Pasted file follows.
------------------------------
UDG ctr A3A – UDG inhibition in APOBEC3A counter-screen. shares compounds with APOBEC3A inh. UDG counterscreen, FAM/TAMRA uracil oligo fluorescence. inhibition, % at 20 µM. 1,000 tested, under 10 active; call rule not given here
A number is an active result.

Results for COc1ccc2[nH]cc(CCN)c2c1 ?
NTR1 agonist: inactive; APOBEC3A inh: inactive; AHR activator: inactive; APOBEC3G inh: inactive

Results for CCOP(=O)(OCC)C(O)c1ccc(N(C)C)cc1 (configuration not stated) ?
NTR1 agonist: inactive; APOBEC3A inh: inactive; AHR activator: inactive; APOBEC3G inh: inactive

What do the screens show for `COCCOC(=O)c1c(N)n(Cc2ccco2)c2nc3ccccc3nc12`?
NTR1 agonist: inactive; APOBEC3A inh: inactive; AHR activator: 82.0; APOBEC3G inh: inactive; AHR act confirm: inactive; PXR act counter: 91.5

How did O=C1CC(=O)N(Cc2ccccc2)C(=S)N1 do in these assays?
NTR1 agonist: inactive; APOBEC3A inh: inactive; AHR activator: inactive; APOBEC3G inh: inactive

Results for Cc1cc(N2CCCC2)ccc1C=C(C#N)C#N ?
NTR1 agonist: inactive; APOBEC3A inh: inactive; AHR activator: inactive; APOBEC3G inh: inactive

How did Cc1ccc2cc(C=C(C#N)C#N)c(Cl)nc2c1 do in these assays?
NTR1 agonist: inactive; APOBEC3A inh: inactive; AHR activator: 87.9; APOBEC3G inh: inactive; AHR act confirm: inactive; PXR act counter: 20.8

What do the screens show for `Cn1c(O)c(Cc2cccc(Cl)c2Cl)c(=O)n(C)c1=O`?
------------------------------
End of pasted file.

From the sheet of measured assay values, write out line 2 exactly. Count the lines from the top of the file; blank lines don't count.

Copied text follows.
A number is an active result.